How 'Sorry To Bother You' Is A Form Of Activism, According To The Movie's Cast & Director
It's impossible to place the new film Sorry to Bother You in a box. It's a comedy, but also a science-fiction story, with a hint of horror and myth mixed in. One thing Sorry to Bother You is not, however, is a movie that takes place in a dark, depressing dystopian future. "This is a world that has joy in it," director Boots Riley says during an interview at New York's Crosby Hotel. "This is a world that has optimism in the fact that people are actually fighting and doing something." As such, it's important that audiences leave their theaters not so much worried about a dire future, but energized to go out and do something to prevent such a future. After all, Sorry to Bother You is the very definition of activist art: bleak enough to anger viewers, and hopeful enough to spur them into action.
Out now, the movie takes place in what Riley describes as "an alternative present," a place where economic disparity is so dire that one major company has formed WorryFree, essentially a voluntary indentured servitude complex that trades lodging, food, and clothes in exchange for free, unlimited labor. It's a bleak reality in which the only bright color comes from art and the ability to protest.
Sorry to Bother You recognizes, however, that the ability to strike is not just a right, but also an economic decision. In the film, Cassius Green (Lakeith Stanfield) finds himself stuck between wanting to protest against his telemarketing company with his fellow employees and committing to that very same company after he's offered a huge promotion that could save his uncle from selling his life to WorryFree. Spoiler alert, he ends up selling out; Cassius uses his "white voice" to become a power caller, which requires him to sell WorryFree labor to massive companies as a telemarketer. "It was his only option in his world, just like it's our only option in our wold," Stanfield says now.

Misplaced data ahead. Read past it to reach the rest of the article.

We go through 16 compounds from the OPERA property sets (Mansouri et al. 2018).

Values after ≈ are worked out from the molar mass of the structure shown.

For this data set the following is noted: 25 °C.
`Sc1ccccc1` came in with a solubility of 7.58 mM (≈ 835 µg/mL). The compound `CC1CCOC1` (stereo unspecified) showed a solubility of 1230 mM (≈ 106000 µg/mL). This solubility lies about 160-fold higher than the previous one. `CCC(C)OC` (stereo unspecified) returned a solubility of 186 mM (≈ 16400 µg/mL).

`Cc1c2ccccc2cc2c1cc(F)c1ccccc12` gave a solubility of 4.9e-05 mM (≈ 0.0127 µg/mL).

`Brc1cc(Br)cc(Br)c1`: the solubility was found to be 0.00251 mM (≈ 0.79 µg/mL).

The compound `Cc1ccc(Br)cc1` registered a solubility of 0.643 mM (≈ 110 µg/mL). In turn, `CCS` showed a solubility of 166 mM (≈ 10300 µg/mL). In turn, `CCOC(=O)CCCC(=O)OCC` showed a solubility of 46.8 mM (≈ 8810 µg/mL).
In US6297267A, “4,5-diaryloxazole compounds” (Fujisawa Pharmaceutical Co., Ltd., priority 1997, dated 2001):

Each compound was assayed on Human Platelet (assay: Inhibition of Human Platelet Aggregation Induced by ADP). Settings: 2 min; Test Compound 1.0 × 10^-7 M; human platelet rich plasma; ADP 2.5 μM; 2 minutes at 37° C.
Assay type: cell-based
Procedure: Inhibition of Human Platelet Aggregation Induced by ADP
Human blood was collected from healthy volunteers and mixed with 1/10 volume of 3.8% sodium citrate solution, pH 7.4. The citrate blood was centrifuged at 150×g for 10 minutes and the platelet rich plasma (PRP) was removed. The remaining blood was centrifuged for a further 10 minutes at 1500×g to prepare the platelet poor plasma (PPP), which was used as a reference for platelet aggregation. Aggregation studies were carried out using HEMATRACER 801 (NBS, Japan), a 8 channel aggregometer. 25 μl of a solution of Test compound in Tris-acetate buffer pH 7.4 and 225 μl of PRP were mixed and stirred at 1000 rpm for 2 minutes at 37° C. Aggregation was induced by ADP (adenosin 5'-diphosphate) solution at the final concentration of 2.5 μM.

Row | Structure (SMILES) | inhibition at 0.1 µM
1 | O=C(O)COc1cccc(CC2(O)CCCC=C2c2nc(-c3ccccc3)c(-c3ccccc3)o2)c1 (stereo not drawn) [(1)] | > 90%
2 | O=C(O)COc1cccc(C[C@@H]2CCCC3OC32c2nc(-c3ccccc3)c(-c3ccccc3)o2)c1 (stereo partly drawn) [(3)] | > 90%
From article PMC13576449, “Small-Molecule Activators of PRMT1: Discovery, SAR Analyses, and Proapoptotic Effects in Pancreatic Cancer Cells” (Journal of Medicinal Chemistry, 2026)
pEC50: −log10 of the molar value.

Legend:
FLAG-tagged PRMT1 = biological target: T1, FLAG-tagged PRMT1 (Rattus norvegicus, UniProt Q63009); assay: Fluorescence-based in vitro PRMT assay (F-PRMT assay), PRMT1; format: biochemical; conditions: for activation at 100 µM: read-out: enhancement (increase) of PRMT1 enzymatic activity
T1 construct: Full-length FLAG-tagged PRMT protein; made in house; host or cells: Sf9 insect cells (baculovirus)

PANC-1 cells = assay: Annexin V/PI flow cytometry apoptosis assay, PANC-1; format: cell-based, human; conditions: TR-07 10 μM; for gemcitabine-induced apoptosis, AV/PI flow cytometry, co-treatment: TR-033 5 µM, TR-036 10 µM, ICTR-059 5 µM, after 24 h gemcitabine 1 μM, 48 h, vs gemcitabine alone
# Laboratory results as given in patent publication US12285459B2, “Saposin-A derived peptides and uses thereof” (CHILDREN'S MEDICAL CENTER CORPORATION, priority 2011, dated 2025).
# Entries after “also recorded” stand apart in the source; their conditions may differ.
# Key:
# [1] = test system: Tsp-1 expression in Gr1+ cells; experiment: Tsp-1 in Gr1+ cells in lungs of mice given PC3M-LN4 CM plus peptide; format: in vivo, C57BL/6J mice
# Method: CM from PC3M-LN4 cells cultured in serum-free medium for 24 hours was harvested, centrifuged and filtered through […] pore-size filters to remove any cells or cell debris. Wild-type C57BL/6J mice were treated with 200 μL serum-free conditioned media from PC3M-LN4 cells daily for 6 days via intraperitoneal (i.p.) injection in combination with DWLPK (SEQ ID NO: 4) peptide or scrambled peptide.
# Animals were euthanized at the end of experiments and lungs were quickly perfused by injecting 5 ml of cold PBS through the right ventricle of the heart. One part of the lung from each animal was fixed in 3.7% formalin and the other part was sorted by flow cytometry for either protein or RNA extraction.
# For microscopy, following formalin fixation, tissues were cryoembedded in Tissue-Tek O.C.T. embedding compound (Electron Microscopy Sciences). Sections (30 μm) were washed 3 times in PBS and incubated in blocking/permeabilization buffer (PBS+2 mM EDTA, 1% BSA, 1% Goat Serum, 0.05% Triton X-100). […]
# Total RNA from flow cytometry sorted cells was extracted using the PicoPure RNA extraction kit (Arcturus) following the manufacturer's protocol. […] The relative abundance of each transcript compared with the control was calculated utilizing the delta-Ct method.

The struggle between activism and money is crucial to the film, and it extends beyond Cassius' decision to ditch the strike in favor of a more prosperous future. Detroit (Tessa Thompson), his activist girlfriend, faces a similar dilemma when she decides to sell her Africa-inspired art and use her "white voice" to do it. To spread the important message in her art, Detroit must participate in capitalism (a white male dominated system) that could, essentially, make her art unattainable to people of color. It all boils down to this question: can commercial art — art that is bought and sold — be a form of activism even though it is a part of this capitalist system?
Riley acknowledges that he himself faces this same dichotomy, as tickets to Sorry to Bother You cost money, thus limiting its potential audience. "Karl Marx sold books," the director acknowledges. To make substantive change, he continues, one has to work within the system, even if the end goal is to overthrow it. "The real thing that has to happen is organizing on the job... that’s the next big step to being able to actually have social change," Riley says. "[That's] change that actually changes, that affects the material conditions of people."
The stars of Sorry to Bother You also see the film as a hopeful call to activism. "I do think that media has the ability not just to reflect culture but to create it," Thompson says. "And I do think that political change is always preceded by some cultural conversation, and I think film really can start cultural conversations."
Stanfield agrees, saying that movies have the ability to motivate an audience to be "a part of conversations they may not have wanted to engage in." Every role Stanfield takes on, he adds, is a form of activism. "All the stuff that really moves me — I really feel like it is activism for me," he explains. "Because it makes me feel empowered to go out and make change in my society."
If Sorry to Bother You can inspire audiences to take action, then it will have succeeded. If not, then Riley warns that the dire economic setting of the film will forever remain as relevant as it is today. "[The movie] is talking about what’s happening right now. It’s also talking about what was happening 10 years ago. And what, unfortunately will be happening 10 years from now unless some sort of big thing happens," the director says.
As a piece of activist art, Sorry to Bother You is doing its part to help make that "something big" happen, even if it's just at one ticket at a time.